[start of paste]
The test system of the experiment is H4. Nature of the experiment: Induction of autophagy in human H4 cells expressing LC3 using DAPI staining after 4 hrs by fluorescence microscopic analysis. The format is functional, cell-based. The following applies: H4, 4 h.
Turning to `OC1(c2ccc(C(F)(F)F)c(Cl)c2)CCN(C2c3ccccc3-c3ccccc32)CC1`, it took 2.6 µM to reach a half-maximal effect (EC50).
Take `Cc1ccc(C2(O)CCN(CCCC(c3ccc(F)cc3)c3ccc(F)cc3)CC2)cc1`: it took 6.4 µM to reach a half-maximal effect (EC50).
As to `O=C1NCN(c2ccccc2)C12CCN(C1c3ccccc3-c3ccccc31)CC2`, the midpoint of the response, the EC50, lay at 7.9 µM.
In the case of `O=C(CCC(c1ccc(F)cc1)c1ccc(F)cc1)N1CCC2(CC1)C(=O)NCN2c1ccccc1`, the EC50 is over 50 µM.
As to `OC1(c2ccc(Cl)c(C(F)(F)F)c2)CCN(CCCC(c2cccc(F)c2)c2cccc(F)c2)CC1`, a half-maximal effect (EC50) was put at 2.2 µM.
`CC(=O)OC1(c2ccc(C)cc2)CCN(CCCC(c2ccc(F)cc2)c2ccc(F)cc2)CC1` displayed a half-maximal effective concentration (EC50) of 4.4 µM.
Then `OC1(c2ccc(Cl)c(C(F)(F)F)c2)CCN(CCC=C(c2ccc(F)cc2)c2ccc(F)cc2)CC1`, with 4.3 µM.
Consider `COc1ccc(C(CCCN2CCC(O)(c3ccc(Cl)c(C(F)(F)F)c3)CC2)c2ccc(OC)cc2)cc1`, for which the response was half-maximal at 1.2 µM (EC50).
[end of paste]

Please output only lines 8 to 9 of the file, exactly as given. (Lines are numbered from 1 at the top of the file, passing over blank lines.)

Then `OC1(c2ccc(Cl)c(C(F)(F)F)c2)CCN(CCC=C(c2ccc(F)cc2)c2ccc(F)cc2)CC1`, with 4.3 µM.
Consider `COc1ccc(C(CCCN2CCC(O)(c3ccc(Cl)c(C(F)(F)F)c3)CC2)c2ccc(OC)cc2)cc1`, for which the response was half-maximal at 1.2 µM (EC50).